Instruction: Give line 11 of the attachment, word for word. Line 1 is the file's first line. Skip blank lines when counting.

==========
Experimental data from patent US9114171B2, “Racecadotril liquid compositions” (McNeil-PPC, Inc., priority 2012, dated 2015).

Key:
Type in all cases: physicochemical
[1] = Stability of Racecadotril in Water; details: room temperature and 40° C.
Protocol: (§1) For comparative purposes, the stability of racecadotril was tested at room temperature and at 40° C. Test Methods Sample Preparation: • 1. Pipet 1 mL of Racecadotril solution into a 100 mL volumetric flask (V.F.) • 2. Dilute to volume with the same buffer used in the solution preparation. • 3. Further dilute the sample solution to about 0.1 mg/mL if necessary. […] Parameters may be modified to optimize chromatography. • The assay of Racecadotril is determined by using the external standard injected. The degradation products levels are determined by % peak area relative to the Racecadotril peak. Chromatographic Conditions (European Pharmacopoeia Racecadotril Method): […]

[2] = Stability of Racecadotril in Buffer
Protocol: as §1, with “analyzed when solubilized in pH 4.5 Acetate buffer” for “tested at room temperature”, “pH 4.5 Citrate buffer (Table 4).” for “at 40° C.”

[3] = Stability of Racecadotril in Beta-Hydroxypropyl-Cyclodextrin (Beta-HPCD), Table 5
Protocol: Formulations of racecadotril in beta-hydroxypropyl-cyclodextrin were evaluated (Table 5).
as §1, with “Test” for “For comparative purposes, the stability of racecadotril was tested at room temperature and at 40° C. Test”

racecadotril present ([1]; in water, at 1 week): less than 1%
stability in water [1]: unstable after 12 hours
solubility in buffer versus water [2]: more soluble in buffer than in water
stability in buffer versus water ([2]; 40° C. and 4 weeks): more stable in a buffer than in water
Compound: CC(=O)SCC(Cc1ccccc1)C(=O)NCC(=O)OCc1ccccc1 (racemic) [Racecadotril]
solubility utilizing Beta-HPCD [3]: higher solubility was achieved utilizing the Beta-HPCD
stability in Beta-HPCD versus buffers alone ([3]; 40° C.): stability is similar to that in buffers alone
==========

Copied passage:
racecadotril present ([1]; in water, at 1 week): less than 1%